On cutting emissions, though, the newly adopted 68% target for 2030 is genuinely one of the strongest in the world. Much of the credit must go to those with the foresight to set up the independent Climate Change Commission, whose advice no British government can ignore. The target must be followed with detailed policies to be credible.
It sets the bar for the ambition summit the UK is co-hosting on 12 December to mark five years since the gavel came down on the Paris Agreement at Le Bourget.
Hats off to Denmark for immediately one-upping its neighbour across the North Sea, with a deal to phase out fossil fuel extraction by 2050. The first pledge of its kind from a significant — albeit not massive — oil producer, it brings supply-side climate policy in line with demanding emissions goals, a disconnect most countries are failing to address.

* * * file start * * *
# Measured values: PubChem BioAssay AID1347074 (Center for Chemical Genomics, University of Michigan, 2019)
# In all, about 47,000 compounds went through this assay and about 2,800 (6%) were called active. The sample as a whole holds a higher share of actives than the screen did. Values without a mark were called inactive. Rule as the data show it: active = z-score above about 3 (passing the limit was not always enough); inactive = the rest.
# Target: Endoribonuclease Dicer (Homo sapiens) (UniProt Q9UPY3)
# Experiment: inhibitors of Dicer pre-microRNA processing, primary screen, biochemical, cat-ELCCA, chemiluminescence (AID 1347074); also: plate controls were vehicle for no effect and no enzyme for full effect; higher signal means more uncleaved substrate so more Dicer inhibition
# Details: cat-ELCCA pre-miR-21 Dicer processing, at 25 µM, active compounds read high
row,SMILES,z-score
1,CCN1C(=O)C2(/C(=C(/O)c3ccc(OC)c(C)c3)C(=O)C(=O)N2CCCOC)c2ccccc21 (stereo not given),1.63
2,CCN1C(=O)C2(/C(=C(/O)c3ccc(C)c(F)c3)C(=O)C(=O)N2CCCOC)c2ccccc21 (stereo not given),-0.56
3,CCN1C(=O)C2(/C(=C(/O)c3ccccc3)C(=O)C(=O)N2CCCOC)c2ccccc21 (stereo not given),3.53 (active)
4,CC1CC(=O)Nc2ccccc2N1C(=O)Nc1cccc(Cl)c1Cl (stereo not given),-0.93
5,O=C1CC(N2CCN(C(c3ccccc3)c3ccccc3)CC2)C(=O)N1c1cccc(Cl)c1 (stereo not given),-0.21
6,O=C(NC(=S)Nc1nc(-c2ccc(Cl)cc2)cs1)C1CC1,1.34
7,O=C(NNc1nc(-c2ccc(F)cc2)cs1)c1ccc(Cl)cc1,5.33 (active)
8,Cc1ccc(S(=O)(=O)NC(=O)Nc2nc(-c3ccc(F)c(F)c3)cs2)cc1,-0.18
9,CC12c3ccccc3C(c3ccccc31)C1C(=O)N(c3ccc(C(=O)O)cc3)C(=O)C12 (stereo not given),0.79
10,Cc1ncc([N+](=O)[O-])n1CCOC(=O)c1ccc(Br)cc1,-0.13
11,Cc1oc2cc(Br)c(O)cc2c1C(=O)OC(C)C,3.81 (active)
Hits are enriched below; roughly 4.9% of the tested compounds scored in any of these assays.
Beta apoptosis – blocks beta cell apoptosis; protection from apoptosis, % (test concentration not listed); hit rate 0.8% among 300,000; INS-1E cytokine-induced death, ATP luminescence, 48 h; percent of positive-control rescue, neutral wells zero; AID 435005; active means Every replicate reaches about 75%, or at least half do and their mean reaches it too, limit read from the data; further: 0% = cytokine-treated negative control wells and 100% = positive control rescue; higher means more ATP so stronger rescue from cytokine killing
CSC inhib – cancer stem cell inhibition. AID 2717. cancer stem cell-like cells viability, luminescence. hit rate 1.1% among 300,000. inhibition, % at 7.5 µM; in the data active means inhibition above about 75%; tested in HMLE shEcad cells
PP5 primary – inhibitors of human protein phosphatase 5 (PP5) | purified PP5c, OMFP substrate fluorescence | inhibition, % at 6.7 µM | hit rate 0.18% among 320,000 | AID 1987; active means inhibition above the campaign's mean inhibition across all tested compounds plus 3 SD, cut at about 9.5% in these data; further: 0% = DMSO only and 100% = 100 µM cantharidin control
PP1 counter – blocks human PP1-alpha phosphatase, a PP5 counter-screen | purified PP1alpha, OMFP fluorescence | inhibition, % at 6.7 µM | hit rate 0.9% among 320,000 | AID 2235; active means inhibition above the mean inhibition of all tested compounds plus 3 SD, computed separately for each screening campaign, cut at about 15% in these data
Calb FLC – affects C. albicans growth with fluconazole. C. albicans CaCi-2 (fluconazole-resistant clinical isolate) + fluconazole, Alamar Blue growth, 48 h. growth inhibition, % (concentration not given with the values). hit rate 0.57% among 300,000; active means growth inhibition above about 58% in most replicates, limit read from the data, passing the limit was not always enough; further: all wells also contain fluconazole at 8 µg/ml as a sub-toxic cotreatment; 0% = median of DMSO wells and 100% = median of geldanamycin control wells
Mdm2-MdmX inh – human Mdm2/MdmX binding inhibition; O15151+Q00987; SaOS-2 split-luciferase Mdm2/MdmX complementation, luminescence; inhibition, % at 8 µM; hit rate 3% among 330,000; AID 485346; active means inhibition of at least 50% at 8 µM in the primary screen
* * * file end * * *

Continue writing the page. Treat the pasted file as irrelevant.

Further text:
This goes with the grain of its national industry, following state-owned oil company Dong’s transformation to clean energy major Ørsted. Which, incidentally, recently overtook Britain’s (not beyond petroleum) BP in market capitalisation.